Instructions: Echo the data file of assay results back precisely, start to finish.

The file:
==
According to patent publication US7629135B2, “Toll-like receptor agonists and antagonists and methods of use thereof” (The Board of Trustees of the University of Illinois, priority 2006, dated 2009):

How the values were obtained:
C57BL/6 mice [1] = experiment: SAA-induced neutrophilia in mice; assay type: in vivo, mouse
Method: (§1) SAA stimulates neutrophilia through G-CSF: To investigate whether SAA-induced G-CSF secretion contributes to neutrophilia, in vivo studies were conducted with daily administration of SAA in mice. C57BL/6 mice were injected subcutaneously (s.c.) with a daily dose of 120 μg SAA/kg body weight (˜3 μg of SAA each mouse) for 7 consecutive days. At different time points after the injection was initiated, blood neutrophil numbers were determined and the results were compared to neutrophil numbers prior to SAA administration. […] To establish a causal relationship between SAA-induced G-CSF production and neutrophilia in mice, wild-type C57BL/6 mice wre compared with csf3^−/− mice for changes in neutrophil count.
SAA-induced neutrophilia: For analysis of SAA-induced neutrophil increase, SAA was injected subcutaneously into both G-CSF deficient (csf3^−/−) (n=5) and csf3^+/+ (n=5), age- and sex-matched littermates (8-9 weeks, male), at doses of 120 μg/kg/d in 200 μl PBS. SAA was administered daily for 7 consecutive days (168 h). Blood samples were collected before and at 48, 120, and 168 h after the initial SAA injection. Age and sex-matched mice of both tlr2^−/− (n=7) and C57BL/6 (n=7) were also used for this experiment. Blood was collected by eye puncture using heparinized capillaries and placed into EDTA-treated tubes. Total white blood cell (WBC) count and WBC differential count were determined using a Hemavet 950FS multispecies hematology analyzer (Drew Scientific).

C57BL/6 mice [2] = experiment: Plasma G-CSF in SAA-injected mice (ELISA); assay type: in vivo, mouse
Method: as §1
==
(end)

According to patent publication US7629135B2, “Toll-like receptor agonists and antagonists and methods of use thereof” (The Board of Trustees of the University of Illinois, priority 2006, dated 2009):

How the values were obtained:
C57BL/6 mice [1] = experiment: SAA-induced neutrophilia in mice; assay type: in vivo, mouse
Method: (§1) SAA stimulates neutrophilia through G-CSF: To investigate whether SAA-induced G-CSF secretion contributes to neutrophilia, in vivo studies were conducted with daily administration of SAA in mice. C57BL/6 mice were injected subcutaneously (s.c.) with a daily dose of 120 μg SAA/kg body weight (˜3 μg of SAA each mouse) for 7 consecutive days. At different time points after the injection was initiated, blood neutrophil numbers were determined and the results were compared to neutrophil numbers prior to SAA administration. […] To establish a causal relationship between SAA-induced G-CSF production and neutrophilia in mice, wild-type C57BL/6 mice wre compared with csf3^−/− mice for changes in neutrophil count.
SAA-induced neutrophilia: For analysis of SAA-induced neutrophil increase, SAA was injected subcutaneously into both G-CSF deficient (csf3^−/−) (n=5) and csf3^+/+ (n=5), age- and sex-matched littermates (8-9 weeks, male), at doses of 120 μg/kg/d in 200 μl PBS. SAA was administered daily for 7 consecutive days (168 h). Blood samples were collected before and at 48, 120, and 168 h after the initial SAA injection. Age and sex-matched mice of both tlr2^−/− (n=7) and C57BL/6 (n=7) were also used for this experiment. Blood was collected by eye puncture using heparinized capillaries and placed into EDTA-treated tubes. Total white blood cell (WBC) count and WBC differential count were determined using a Hemavet 950FS multispecies hematology analyzer (Drew Scientific).

C57BL/6 mice [2] = experiment: Plasma G-CSF in SAA-injected mice (ELISA); assay type: in vivo, mouse
Method: as §1